A few days later, I drew incompletes in my classes and went back home to New York. I spent that long winter break soldiering lethargically through the essays I hadn’t been able to cope with while taking amphetamines. What I didn’t know then, what I couldn’t have known, was that the question of whether Adderall actually improves cognitive performance when taken off-label— whether or not it is a “smart drug”—was unresolved. It would be another few years before studies appeared showing that Adderall’s effect on cognitive enhancement is more than a little ambiguous. Martha Farah, a cognitive neuroscientist at the University of Pennsylvania, has conducted much of this research. She has studied the effect of Adderall on subjects taking a host of standardized tests that measure restraint, memory, and creativity. On balance, Farah and others have found very little to no improvement when their research subjects confront these tests on Adderall. Ultimately, she says, it is possible that “lower-performing people actually do improve on the drug, and higherperforming people show no improvement or actually get worse.”
My pill-free period didn’t last very long. I turned in my incomplete schoolwork and duly received my grades, but by graduation that spring, I was again locked into the familiar pattern, the blissful intensity and isolation followed by days of slow-motion comedown, when I would laze around for hours, barely able to muster the energy necessary to take a shower.
It took me exactly one year from the time of college graduation to come to the decision that would, to a great extent, shape the next phase of my life. It hit me like a revelation: It might be possible to declare my independence from the various ADHD kids who sold me their prescription pills at exorbitant markups and get a prescription all my own. The idea occurred to me as I walked among the palm trees on the campus of UCLA. By then, I was living in Los Angeles, working as a private tutor for high school kids, many of whom were themselves on Adderall, and taking summer-school classes in psychology and neuroscience in order to be able to apply for graduate school. As soon as it occurred to me that I might be able to get my own prescription, I went to the nearest campus computer and searched for “cognitive behavioral psychiatrist, Westwood, Los Angeles, California.”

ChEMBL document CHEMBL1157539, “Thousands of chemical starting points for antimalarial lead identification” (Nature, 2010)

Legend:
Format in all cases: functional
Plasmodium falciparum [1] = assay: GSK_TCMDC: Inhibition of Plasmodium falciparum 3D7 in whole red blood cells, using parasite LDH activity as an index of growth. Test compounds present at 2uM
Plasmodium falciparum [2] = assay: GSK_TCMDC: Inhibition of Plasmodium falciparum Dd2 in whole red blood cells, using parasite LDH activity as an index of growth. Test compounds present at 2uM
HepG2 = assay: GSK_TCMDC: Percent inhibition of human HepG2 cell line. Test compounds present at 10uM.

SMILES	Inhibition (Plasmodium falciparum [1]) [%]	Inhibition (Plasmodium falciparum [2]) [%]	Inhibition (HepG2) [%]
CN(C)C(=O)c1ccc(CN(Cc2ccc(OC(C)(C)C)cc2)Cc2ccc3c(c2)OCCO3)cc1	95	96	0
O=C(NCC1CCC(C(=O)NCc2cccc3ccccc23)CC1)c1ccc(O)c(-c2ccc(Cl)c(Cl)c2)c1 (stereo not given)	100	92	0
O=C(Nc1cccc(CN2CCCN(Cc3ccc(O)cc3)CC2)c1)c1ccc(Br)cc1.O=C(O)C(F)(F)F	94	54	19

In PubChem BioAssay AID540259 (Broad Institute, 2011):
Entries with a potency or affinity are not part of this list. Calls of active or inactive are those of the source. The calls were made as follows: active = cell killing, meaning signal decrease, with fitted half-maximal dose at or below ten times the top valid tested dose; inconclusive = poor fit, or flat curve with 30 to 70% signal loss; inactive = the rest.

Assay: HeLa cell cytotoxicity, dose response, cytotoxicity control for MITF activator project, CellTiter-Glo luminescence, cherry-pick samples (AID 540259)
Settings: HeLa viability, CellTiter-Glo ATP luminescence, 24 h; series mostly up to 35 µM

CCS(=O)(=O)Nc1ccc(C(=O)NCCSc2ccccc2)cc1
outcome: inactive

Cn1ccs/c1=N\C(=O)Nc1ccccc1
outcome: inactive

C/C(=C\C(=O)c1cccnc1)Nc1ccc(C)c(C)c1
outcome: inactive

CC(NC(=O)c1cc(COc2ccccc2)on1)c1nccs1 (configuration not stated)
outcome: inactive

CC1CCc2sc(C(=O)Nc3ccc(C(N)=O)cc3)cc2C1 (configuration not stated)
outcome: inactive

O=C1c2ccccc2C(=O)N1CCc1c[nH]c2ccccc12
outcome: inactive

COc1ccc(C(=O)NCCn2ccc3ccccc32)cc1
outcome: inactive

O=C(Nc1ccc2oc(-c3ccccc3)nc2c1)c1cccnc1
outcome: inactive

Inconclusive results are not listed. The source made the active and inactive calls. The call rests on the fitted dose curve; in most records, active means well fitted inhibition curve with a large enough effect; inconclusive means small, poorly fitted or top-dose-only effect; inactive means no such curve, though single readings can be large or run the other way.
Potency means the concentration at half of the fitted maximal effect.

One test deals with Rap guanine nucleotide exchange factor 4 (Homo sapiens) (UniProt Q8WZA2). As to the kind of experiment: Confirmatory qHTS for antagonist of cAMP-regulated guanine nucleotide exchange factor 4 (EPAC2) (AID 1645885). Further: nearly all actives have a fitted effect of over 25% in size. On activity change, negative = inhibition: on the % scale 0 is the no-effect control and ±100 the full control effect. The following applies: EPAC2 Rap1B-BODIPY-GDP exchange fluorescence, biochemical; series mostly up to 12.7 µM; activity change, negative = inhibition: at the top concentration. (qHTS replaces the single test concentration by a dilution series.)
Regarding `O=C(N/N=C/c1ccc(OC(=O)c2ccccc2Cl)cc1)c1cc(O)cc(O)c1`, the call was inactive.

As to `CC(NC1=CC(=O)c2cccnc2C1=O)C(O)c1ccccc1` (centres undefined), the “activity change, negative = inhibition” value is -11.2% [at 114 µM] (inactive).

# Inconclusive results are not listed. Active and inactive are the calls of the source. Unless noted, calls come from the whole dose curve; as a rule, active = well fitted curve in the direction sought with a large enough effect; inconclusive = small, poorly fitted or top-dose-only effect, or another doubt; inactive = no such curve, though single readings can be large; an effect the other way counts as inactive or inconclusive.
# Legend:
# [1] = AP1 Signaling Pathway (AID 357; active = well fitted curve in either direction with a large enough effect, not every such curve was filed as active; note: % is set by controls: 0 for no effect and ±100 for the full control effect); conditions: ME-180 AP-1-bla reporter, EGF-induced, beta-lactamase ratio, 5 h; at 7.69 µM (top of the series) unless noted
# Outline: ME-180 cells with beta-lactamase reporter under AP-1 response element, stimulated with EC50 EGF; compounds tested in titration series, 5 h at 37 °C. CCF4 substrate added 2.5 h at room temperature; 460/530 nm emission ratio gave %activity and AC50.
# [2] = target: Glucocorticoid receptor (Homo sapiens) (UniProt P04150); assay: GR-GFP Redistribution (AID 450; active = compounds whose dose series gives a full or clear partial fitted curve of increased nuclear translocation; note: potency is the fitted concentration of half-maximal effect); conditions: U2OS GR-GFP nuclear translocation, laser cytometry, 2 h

The very next day, I was describing to the young psychiatrist in the chair opposite me how I had always had to develop elaborate compensatory strategies for getting through my schoolwork, how staying with any one thing was a challenge for me, how I was best at jobs that required elaborate multitasking, like waitressing. Untrue, all of it. I was a focused student and a terrible waitress. And yet these were the answers, I discovered from the briefest online research, that were characteristic of the ADHD diagnostic criteria. These were the answers they were looking for in order to pick up their pens and write down “Adderall, 20 mg, once a day” on their prescription pads. So these were the answers I gave.